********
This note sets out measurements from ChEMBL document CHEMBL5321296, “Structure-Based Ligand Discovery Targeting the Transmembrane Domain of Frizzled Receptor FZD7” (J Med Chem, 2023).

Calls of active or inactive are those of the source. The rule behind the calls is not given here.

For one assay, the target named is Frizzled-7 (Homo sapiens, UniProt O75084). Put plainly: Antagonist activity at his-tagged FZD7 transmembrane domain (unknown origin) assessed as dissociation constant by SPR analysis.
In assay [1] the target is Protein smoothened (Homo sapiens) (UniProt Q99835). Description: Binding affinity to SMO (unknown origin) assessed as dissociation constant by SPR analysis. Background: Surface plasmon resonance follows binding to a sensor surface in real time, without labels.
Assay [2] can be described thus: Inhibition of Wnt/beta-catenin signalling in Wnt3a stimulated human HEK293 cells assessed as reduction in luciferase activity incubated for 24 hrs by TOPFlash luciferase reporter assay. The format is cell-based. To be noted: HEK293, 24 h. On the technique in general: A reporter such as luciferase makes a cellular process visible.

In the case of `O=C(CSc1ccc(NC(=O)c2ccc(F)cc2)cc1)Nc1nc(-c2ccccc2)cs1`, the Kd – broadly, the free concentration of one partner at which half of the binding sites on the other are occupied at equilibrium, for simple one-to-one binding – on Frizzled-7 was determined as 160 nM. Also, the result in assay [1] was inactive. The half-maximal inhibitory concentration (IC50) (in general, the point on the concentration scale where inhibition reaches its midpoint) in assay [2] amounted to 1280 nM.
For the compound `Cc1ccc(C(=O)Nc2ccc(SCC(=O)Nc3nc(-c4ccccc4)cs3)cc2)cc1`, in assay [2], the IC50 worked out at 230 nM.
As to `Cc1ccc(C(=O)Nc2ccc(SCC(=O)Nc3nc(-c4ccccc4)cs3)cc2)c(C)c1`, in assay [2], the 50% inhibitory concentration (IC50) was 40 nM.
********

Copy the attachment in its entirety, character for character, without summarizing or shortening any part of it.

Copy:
This note sets out measurements from ChEMBL document CHEMBL5321296, “Structure-Based Ligand Discovery Targeting the Transmembrane Domain of Frizzled Receptor FZD7” (J Med Chem, 2023).

Calls of active or inactive are those of the source. The rule behind the calls is not given here.

For one assay, the target named is Frizzled-7 (Homo sapiens, UniProt O75084). Put plainly: Antagonist activity at his-tagged FZD7 transmembrane domain (unknown origin) assessed as dissociation constant by SPR analysis.
In assay [1] the target is Protein smoothened (Homo sapiens) (UniProt Q99835). Description: Binding affinity to SMO (unknown origin) assessed as dissociation constant by SPR analysis. Background: Surface plasmon resonance follows binding to a sensor surface in real time, without labels.
Assay [2] can be described thus: Inhibition of Wnt/beta-catenin signalling in Wnt3a stimulated human HEK293 cells assessed as reduction in luciferase activity incubated for 24 hrs by TOPFlash luciferase reporter assay. The format is cell-based. To be noted: HEK293, 24 h. On the technique in general: A reporter such as luciferase makes a cellular process visible.

In the case of `O=C(CSc1ccc(NC(=O)c2ccc(F)cc2)cc1)Nc1nc(-c2ccccc2)cs1`, the Kd – broadly, the free concentration of one partner at which half of the binding sites on the other are occupied at equilibrium, for simple one-to-one binding – on Frizzled-7 was determined as 160 nM. Also, the result in assay [1] was inactive. The half-maximal inhibitory concentration (IC50) (in general, the point on the concentration scale where inhibition reaches its midpoint) in assay [2] amounted to 1280 nM.
For the compound `Cc1ccc(C(=O)Nc2ccc(SCC(=O)Nc3nc(-c4ccccc4)cs3)cc2)cc1`, in assay [2], the IC50 worked out at 230 nM.
As to `Cc1ccc(C(=O)Nc2ccc(SCC(=O)Nc3nc(-c4ccccc4)cs3)cc2)c(C)c1`, in assay [2], the 50% inhibitory concentration (IC50) was 40 nM.